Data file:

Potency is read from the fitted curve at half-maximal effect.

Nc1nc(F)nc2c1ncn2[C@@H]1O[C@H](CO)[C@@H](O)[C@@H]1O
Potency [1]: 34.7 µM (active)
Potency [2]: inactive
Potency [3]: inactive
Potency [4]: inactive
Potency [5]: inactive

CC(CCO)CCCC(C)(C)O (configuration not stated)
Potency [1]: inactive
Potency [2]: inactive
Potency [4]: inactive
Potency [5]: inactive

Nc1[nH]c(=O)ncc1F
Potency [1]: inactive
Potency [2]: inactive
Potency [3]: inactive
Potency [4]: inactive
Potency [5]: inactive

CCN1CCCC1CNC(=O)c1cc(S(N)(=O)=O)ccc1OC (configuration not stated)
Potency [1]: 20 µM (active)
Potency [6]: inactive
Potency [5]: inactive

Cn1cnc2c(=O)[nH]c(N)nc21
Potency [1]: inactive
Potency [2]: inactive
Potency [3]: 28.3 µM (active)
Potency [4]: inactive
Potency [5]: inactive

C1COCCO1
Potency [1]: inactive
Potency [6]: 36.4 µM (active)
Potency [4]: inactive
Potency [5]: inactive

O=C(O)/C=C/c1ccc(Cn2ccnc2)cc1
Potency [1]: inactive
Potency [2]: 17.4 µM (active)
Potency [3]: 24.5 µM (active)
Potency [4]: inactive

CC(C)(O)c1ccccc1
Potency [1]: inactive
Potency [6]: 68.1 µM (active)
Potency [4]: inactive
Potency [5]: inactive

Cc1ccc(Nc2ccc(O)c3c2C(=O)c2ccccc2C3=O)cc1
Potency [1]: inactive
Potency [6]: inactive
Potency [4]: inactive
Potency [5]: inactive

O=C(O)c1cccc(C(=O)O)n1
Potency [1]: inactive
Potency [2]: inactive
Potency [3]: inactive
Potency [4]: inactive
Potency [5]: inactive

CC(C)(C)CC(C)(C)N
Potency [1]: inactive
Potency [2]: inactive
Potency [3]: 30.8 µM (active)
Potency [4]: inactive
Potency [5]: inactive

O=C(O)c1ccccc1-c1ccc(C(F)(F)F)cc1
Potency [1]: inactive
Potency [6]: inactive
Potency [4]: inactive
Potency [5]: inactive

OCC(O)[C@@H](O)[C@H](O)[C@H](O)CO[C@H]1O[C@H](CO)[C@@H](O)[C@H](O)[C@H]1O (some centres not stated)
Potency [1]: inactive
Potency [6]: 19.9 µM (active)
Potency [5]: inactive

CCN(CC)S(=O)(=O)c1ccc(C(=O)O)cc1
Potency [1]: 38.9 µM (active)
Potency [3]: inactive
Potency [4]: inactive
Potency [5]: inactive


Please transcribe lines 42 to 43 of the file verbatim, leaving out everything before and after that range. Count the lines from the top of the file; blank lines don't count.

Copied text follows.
Potency [4]: inactive
Potency [5]: inactive